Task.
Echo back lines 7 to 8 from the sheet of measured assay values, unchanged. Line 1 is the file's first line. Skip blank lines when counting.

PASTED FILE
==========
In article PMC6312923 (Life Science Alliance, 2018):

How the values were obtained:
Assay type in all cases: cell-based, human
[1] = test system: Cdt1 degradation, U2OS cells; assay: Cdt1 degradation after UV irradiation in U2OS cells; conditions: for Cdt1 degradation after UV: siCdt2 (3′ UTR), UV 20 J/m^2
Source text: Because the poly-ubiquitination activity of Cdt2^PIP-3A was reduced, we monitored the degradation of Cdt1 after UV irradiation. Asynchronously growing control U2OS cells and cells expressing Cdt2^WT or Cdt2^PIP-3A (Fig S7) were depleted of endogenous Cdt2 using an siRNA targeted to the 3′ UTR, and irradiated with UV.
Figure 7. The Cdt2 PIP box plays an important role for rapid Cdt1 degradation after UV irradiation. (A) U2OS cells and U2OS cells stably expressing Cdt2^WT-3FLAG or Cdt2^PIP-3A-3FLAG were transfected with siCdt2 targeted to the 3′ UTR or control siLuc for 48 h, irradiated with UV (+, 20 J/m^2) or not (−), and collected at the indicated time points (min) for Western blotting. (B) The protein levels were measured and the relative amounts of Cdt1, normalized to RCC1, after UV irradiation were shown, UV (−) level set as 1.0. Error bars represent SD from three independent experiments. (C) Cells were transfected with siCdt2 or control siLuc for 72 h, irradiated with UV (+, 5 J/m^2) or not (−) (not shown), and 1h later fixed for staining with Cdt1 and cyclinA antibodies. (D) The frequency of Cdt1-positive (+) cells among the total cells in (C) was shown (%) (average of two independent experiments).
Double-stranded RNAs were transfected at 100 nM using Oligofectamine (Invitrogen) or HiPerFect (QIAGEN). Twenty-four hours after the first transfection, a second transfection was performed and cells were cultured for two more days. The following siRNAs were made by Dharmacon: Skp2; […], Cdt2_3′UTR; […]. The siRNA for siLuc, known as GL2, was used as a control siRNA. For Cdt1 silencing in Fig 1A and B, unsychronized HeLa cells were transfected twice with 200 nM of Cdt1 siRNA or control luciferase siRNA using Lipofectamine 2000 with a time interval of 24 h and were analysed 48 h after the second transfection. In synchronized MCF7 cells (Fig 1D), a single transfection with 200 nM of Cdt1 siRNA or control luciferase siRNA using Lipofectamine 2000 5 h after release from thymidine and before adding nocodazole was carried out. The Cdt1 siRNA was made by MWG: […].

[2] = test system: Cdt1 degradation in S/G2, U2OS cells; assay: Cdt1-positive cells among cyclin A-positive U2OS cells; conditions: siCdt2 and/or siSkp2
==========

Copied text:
Double-stranded RNAs were transfected at 100 nM using Oligofectamine (Invitrogen) or HiPerFect (QIAGEN). Twenty-four hours after the first transfection, a second transfection was performed and cells were cultured for two more days. The following siRNAs were made by Dharmacon: Skp2; […], Cdt2_3′UTR; […]. The siRNA for siLuc, known as GL2, was used as a control siRNA. For Cdt1 silencing in Fig 1A and B, unsychronized HeLa cells were transfected twice with 200 nM of Cdt1 siRNA or control luciferase siRNA using Lipofectamine 2000 with a time interval of 24 h and were analysed 48 h after the second transfection. In synchronized MCF7 cells (Fig 1D), a single transfection with 200 nM of Cdt1 siRNA or control luciferase siRNA using Lipofectamine 2000 5 h after release from thymidine and before adding nocodazole was carried out. The Cdt1 siRNA was made by MWG: […].

[2] = test system: Cdt1 degradation in S/G2, U2OS cells; assay: Cdt1-positive cells among cyclin A-positive U2OS cells; conditions: siCdt2 and/or siSkp2